In this study, we develop and present simple algorithms to derive the snow depth, the snow–ice interface temperature, and the effective temperature of Arctic sea ice. This is achieved using satellite observations collocated with buoy measurements. The errors of the retrieved parameters are estimated and compared with independent data. These parameters are useful for sea ice concentration mapping, understanding sea ice properties and variability, and for atmospheric sounding applications.
Heidi Sallila, Sinéad Louise Farrell, Joshua McCurry, and Eero Rinne
The Cryosphere, 13, 1187–1213,Short summary
We assess 8 years of sea ice thickness observations derived from measurements of CryoSat-2 (CS2), AVHRR and SMOS satellites, collating key details of primary interest to users. We find a number of differences among data products but find that CS2 measurements are reliable for sea ice thickness, particularly between ~ 0.5 and 4 m. Regional comparisons reveal noticeable differences in ice thickness between products, particularly in the marginal seas in areas of considerable ship traffic.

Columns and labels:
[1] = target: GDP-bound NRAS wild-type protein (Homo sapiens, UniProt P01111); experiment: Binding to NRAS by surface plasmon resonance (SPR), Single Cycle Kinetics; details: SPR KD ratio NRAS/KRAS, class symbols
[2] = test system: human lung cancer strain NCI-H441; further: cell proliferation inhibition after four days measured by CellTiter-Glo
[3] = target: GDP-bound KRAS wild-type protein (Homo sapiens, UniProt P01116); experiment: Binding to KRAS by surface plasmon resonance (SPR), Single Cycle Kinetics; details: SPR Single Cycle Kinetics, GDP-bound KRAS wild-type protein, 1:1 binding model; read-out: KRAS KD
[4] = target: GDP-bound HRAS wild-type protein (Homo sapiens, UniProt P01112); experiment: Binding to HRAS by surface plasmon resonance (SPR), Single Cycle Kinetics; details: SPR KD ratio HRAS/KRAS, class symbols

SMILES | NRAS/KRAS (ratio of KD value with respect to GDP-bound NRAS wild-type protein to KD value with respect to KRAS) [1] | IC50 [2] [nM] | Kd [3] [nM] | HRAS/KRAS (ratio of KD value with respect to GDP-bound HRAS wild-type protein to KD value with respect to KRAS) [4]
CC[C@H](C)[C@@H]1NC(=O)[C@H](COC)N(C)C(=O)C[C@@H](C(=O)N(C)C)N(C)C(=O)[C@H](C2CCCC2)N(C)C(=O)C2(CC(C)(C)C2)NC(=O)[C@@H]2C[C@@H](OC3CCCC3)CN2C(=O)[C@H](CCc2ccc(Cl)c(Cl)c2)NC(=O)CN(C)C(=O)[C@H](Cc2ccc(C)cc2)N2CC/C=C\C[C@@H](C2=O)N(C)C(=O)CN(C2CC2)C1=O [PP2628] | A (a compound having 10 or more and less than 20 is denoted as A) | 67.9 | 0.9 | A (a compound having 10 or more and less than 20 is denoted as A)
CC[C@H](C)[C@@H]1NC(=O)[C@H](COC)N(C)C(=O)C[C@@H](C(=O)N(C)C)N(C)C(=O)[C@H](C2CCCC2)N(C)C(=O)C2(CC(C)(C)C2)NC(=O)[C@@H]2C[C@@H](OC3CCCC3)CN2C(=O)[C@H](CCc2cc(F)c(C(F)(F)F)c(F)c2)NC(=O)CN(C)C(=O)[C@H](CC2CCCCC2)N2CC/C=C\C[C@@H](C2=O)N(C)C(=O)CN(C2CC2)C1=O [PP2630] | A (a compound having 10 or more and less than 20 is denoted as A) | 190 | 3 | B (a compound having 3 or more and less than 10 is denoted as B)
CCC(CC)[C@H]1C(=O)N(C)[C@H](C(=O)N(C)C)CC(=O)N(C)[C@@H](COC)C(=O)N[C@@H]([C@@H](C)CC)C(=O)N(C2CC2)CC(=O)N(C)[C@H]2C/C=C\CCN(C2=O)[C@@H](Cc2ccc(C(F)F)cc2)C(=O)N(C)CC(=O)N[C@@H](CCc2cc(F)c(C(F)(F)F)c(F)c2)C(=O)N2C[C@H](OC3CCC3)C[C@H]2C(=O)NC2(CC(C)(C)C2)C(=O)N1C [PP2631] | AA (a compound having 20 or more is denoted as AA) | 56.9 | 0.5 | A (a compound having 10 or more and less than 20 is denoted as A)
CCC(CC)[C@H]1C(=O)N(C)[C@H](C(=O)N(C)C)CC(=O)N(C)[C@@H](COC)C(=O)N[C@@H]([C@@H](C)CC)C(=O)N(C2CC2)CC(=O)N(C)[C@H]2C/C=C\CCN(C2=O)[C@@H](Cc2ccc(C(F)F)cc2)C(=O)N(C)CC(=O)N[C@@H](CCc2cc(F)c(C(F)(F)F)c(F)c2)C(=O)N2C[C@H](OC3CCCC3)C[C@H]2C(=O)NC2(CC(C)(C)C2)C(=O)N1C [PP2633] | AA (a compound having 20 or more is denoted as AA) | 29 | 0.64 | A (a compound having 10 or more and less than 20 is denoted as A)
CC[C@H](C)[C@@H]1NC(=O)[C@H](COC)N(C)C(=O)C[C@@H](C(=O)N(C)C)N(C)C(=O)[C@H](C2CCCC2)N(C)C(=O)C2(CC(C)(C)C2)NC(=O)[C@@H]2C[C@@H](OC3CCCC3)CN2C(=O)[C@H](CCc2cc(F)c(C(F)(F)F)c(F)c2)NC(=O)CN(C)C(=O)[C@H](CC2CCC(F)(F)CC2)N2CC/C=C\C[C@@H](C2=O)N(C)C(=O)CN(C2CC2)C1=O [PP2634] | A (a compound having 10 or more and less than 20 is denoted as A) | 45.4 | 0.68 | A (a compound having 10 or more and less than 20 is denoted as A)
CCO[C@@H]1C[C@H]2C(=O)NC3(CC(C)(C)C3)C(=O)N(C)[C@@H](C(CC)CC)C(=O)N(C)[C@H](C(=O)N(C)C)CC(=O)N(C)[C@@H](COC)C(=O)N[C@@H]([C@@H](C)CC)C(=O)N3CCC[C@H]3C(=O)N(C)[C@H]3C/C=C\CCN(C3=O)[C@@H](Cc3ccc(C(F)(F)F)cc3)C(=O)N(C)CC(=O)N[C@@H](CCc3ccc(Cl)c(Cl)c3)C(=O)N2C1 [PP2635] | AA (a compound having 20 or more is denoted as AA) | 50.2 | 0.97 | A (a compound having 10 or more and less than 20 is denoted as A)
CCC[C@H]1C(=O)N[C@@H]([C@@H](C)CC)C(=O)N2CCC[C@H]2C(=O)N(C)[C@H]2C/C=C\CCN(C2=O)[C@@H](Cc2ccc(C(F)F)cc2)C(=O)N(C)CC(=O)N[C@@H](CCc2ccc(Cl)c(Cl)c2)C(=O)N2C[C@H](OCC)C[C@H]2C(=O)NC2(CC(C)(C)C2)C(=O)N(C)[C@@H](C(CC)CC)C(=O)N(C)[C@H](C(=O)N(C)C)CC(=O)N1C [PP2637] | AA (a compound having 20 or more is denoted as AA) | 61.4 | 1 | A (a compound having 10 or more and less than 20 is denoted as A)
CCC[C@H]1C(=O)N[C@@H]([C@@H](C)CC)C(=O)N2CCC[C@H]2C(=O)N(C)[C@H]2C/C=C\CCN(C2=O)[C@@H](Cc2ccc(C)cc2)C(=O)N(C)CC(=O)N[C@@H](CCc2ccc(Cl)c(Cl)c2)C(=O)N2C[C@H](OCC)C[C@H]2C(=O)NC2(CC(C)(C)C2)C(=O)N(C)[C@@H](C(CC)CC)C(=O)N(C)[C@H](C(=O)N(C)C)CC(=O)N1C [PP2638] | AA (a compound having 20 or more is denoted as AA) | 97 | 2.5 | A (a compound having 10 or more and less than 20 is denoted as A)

Haibo Bi, Zehua Zhang, Yunhe Wang, Xiuli Xu, Yu Liang, Jue Huang, Yilin Liu, and Min Fu
The Cryosphere, 13, 1025–1042,Short summary
Baffin Bay serves as a huge reservoir of sea ice which provides solid freshwater sources for the seas downstream. Based on satellite observations, significant increasing trends are found for the annual sea ice area flux through the three gates. These trends are chiefly related to the increasing ice motion which is associated with thinner ice owing to the warmer climate (i.e., higher surface air temperature and shortened freezing period) and increased air and water drag coefficients.
Cătălin Paţilea, Georg Heygster, Marcus Huntemann, and Gunnar Spreen
The Cryosphere, 13, 675–691,Short summary